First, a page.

Huge thanks to everyone who came to my ACEIA talk yesterday – I hope you went away with a few practical ideas for how we can make our learners more effective listeners and support them in making the most of the one-way listening they do outside the classroom.
Here are some links from the presentation you may be interested in:
Well, my talk for ACEIA is coming together, although admittedly I haven’t had the chance to try out all the activities in class just yet as we had a four-day weekend 🙂 However, one thing which preparing the talk made me think about is how it can be quite tricky to isolate the different sub-skills of listening in order to teach them effectively in class. It’s very easy to approach the listening text as coursebooks often do and I find that this often means that we are testing learners’ listening comprehension rather than working on the skills which would make them more effective listeners. That said, the Face2Face series often uses phonology as “Help with Listening” which is one approach which will benefit learners immensely. Do you know of any other resources which provide learners with more support in listening?
My next fortnightly focus is going to be working with my 10-year-olds who are quite weak linguistically. Having taught the material before to much stronger groups, I’m struggling to pitch the coursebook to their level, but also aware that they need a lot more routine review of much simpler language too. So, I’ll be working on that and hopefully make the lessons more engaging and beneficial for them.
This is an activity which I’ve done with a couple of groups and they respond quite well to it – it gives the learners a space for a bit of creativity and provides an enjoyable lead-in to Listening Part 1 of the PET paper.
Give the learners a sample paper and divide them into pairs (you can also do individuals depending on the question type). Assign each pair one of the questions and explain that they are going to write the dialogue. They must include all three of the options and shouldn’t necessarily introduce the correct answer last.
It works with a nuber of skills as the pairs must first write then perform their dialogue whilst others listen. This is also an opportunity to brainstorm new vocabulary which they may be unfamiliar with – recently when I did the activity, one of the answers included a hot-air balloon ride.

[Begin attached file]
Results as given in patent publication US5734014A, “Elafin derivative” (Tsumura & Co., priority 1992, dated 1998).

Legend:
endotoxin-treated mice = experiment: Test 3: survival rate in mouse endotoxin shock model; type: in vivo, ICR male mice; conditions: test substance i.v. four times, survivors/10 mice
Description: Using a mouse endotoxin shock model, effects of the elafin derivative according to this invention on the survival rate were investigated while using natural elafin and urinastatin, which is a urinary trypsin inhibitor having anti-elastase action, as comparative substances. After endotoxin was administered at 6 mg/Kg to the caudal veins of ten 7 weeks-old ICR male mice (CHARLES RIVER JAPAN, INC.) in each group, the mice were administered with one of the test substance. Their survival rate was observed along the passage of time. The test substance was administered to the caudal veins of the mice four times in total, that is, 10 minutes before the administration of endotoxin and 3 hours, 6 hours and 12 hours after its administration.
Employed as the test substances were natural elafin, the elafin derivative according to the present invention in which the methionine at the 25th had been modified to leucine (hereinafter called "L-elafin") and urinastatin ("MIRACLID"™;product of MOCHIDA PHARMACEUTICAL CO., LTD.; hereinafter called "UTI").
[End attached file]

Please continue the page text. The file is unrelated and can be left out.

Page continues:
Here’s a fun lesson plan for teens which gets their creative juices flowing and includes authentic listening from the other side of the globe.
To begin, show your students the following pictures, which can be found on facebook’s Planking Community page, and ask them what they think the person is doing. My students came up with some great ideas, as you can see from their comments below…
Then explain to them what planking is…if you’re not sure yourself, check out the video below.
Show the video to the students, then ask them to watch again and answer the first four questions on the handout, which can be found on my Activities for your Classroom page. Correct the handout and discuss the next three questions, before asking students to do the gapfill activity, adapted from a BBC news article, at the bottom. You can then show them a second video of the news report following the young man’s death. I think it’s important to see both the fun side of the activity and also the dangers, I certainly wouldn’t want to encourage students to try stunts like these.
Here’s another great activity from Catherine Morley’s TESOL-SPAIN workshop…
Type up the lyrics to part of a song and stick them on the wall outside the classroom. Put students into pairs and then explain that student A has to go outside, read and remember part of the text and then come back in and dictate it to their partner who writes it down. This works well if you put a line halfway through the song so that the students swap roles. Remind students that they can’t shout and (depending on space) can’t run. When students have finished, check the lyrics for spelling mistakes and then play the song for them to follow.
I did this activity with a Primary group the other day, using one of the songs from their coursebook – as you know, I’m always looking for ways to exploit those songs! They really enjoyed the activity – it was competitive but very inclusive: the stronger students perhaps did it a little quicker, though they still made some mistakes, and for weaker students it was an opportunity to use the skills they have, but which are sometimes afraid to show when doing group or whole class activities. And even though there was a competitive nature to the activity, there was no “reward” for doing the activity faster.